ALP: What are the key issues to consider when selling a business?
Selling your business may be one of the most important events in your life. Some entrepreneurs will grow and sell multiple businesses in their career, while others spend an entire career growing and establishing their business. Regard-less of your experience, the sale of a business can be taxing both physically and emotionally. There are many issues to consider in determining whether to sell your business. Whether you are a first-time seller or a seasoned pro, there are at least two issues every business owner should consider in planning a sale.
How do I value and market my business?
Valuing your business can be difficult. Some business owners have a good idea of the value of their business from watching their competitors being bought and sold, but many will seek the assistance of professionals to determine a price (or range of prices) to set for the business. To get an idea of the value of your business, research what similar businesses in your industry and geographic region have sold for in the past year or two. (If possible, try to research businesses similar in size to yours. If you do not find similarly sized businesses, don't be discouraged—you can still get a picture of the price range within which your business fits by comparing other sale prices to the size of the business sold). A tax or financial advisor can help compare your business to those that have sold recently. Another method you can use to get an idea of the value of your business is to determine the value of the business assets and add the value of goodwill associated with your business. Your tax or financial professional advisors can assist with this method as well.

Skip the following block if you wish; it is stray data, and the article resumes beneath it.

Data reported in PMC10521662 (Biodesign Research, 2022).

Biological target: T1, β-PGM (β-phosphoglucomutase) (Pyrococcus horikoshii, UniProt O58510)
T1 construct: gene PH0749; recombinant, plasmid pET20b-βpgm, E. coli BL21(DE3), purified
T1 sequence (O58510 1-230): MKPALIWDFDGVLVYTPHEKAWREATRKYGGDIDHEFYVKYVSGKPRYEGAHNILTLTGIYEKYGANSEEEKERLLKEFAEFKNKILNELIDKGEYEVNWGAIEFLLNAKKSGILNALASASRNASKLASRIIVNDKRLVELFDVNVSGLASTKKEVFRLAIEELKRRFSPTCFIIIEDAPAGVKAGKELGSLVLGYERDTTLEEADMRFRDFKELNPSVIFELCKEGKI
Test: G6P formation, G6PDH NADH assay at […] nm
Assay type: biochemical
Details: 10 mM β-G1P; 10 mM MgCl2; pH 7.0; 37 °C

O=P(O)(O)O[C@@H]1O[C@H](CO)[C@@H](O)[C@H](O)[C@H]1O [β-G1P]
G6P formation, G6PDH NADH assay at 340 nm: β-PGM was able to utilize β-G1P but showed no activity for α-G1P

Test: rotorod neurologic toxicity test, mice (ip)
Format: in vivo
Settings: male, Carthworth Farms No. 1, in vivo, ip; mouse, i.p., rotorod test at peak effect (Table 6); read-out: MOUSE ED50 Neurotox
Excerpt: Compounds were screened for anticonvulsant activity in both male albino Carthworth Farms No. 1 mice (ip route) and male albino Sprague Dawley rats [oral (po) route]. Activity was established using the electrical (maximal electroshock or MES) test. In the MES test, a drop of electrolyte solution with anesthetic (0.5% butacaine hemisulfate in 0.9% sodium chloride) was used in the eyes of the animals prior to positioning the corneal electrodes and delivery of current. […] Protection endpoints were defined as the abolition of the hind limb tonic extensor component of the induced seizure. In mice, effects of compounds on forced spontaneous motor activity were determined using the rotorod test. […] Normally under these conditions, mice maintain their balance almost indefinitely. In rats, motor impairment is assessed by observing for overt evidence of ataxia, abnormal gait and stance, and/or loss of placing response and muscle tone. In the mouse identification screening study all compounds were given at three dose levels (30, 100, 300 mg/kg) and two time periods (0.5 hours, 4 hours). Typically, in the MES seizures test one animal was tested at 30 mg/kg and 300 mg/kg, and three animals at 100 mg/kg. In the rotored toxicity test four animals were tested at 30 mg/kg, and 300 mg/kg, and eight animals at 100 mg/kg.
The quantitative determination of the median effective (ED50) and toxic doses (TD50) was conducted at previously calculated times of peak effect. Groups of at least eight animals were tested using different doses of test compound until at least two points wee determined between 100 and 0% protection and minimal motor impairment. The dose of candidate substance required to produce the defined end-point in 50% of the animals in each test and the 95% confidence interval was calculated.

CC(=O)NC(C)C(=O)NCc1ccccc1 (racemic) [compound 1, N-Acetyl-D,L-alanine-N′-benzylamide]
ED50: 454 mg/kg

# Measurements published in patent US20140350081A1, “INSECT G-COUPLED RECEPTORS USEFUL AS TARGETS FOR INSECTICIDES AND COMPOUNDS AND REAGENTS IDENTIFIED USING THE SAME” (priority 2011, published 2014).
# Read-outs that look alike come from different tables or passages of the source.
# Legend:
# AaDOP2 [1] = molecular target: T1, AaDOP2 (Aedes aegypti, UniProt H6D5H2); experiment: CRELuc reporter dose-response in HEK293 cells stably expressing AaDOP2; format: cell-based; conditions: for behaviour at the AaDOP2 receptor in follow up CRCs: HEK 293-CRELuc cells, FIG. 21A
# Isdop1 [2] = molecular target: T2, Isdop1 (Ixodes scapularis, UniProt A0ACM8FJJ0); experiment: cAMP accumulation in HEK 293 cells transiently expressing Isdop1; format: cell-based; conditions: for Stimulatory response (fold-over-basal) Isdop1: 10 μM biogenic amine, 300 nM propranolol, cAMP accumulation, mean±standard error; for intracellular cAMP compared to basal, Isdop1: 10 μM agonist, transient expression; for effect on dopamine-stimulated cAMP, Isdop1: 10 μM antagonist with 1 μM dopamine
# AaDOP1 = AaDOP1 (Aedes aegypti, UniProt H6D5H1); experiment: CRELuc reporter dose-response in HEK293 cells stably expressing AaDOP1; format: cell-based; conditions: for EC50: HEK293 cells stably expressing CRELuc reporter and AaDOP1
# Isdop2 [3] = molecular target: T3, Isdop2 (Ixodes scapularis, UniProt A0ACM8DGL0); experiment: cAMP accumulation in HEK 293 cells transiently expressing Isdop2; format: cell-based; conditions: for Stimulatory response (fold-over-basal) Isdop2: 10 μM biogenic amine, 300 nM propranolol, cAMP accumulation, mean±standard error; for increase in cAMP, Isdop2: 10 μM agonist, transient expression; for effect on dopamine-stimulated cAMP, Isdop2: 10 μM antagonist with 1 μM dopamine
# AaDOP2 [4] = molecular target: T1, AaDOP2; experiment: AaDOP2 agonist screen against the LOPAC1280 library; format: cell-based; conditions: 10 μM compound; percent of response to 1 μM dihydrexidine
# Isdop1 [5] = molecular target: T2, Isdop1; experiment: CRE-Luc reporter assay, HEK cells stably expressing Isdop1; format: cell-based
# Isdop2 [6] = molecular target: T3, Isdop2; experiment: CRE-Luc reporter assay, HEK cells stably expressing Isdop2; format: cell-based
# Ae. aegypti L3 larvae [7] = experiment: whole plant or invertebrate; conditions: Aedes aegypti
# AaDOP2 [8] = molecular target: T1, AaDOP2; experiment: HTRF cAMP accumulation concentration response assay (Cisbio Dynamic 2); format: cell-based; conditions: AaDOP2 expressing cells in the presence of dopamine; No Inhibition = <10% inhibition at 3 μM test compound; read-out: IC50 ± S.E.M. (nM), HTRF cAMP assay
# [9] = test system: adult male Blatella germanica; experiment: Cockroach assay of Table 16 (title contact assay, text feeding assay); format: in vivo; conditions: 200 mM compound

You have two options when it comes to marketing your business—market it yourself or hire a broker. Most business owners will avoid using a broker (and avoid paying the commission) if they already have potential buyers in mind (such as employees or local persons, businesses and competitors that have expressed an interest in the past). Many owners have also turned to the Internet to market their business. There are a number of websites with message boards where you can market your business. Your attorney(s) and accountant(s) can assist you in proceeding with a sale without a broker.